The United States is the leading producer of biofuels (43%), followed by Brazil (27%), Germany (5%), France (5%), China (3%), Argentina (2%), Spain (2%), Canada (2%), Italy (1%), Thailand (1%), Belgium (1%), Colombia (1%) and others (7%).  Switzerland generates (0.011%) of total annual production.

The main Swiss firms involved in the sector include EcoEnergie Etoy, Humbel Biodiesel, BioPower Fardin and Addax Bioenergy.

Since July 2008, biofuels such as biogas, bioethanol und biodiesel have been exempt from the petroleum tax in Switzerland. They are required to meet minimum ecological standards and demonstrate a positive ecological balance overall.

In September the Swiss government announced that it would no longer pay out subsidies for biofuels to encourage their wider usage as they only make a small contribution to Switzerland’s long-term energy and climate policy objectives. It said Switzerland offered limited potential for the production of second-generation biofuels, and added that certain ecological and social aspects were open to criticism.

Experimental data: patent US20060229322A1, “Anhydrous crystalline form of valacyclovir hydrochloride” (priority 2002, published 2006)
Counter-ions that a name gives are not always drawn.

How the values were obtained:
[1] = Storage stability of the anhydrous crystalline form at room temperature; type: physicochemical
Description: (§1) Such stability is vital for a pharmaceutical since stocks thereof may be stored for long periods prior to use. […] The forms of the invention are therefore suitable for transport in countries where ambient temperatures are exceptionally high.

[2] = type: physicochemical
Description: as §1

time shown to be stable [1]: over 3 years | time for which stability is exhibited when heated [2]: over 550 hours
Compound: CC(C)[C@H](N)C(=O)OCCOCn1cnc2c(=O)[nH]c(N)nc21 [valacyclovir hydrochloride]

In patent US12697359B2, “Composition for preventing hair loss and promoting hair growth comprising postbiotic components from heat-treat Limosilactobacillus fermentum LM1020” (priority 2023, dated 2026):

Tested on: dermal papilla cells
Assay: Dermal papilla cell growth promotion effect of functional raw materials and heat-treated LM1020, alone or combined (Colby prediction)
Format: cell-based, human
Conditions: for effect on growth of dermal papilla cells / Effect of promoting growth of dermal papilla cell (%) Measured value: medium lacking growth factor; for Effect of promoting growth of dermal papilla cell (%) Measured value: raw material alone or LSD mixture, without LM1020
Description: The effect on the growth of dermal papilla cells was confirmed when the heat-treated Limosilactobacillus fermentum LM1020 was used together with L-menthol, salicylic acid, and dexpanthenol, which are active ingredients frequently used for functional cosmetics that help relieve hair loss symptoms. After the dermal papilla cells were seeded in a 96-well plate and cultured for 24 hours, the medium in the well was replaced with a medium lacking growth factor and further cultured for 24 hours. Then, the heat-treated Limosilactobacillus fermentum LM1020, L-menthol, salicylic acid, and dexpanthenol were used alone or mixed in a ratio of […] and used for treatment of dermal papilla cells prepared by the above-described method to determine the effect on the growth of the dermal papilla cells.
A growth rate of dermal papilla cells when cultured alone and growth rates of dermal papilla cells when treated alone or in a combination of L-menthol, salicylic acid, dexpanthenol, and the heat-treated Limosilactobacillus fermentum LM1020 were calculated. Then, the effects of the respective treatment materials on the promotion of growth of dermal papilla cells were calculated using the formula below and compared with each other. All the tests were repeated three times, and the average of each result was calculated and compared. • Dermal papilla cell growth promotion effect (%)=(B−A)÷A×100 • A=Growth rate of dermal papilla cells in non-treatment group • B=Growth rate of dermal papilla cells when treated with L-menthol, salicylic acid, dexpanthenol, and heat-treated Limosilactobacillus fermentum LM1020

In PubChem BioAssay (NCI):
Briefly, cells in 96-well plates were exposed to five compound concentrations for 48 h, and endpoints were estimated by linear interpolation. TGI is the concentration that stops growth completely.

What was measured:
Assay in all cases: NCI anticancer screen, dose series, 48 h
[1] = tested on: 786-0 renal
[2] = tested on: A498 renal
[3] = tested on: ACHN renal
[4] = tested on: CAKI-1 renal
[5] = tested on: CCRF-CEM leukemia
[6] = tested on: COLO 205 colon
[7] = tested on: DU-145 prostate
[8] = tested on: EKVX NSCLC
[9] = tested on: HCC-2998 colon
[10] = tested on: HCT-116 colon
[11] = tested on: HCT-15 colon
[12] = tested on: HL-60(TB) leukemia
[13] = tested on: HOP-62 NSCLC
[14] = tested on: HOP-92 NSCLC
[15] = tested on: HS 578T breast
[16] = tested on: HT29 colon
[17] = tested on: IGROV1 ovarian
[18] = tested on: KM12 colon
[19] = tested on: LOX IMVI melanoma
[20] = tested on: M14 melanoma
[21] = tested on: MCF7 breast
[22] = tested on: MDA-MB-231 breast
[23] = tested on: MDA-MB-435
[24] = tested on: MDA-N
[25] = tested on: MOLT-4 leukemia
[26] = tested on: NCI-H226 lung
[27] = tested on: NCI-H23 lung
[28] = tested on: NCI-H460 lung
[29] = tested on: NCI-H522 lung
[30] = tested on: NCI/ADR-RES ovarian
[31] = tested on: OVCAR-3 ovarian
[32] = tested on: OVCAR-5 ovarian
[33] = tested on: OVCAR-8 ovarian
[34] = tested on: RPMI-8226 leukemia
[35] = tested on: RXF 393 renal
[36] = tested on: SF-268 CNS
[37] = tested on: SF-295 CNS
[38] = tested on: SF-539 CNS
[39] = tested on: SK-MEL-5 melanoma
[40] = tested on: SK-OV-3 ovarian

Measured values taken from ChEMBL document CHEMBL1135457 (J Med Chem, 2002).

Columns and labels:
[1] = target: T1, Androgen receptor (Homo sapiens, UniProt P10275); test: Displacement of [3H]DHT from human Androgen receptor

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EMPA study

According to a recent study by the Swiss Federal Laboratories for Materials Science and Technology (Empa), most biofuels are not really “green” and few are more environmentally friendly than petrol.
If found that most biofuels “just deflect the environmental impact: fewer greenhouse gases, thus more growth-related pollution for land used for agriculture”.

Biogas produced from garbage was seen as a positive example, placing less than half the burden that petrol places on the environment. Biofuels with an ethanol base tend to perform more ecologically than those with an oil base, the study found. The result depends to a great extent on the process and technology used.
Biofuels are mainly produced from maize, rapeseed, soy, beetroot and sugar cane. It takes 200 kilograms of maize and 4,000 litres of water to produce one litre of ethanol.